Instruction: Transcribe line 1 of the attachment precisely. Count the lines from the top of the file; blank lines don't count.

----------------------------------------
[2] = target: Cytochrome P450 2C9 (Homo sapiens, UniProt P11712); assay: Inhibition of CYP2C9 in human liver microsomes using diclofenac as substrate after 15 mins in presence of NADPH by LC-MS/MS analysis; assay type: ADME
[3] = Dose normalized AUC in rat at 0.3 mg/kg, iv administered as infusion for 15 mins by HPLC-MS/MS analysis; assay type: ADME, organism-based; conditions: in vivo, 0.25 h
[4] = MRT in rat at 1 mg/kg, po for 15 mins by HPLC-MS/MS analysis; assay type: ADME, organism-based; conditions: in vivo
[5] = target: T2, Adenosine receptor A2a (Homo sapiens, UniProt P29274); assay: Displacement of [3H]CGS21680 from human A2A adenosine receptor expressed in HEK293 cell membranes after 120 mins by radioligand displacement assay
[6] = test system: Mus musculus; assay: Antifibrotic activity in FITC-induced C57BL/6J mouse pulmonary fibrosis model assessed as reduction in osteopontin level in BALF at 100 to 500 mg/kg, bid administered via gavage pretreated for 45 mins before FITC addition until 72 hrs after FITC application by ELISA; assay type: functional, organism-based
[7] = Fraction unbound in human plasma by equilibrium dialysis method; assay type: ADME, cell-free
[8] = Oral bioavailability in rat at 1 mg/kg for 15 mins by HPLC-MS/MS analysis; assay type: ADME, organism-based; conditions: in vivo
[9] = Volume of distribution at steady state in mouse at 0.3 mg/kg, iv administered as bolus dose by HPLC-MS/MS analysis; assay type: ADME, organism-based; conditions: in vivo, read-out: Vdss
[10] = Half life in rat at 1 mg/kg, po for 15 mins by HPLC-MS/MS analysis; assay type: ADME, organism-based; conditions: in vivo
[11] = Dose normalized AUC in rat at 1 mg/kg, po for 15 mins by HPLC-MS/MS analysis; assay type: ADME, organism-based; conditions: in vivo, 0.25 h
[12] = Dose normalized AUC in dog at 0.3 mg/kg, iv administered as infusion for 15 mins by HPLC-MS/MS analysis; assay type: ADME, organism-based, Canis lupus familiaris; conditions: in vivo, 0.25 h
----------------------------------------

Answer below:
[2] = target: Cytochrome P450 2C9 (Homo sapiens, UniProt P11712); assay: Inhibition of CYP2C9 in human liver microsomes using diclofenac as substrate after 15 mins in presence of NADPH by LC-MS/MS analysis; assay type: ADME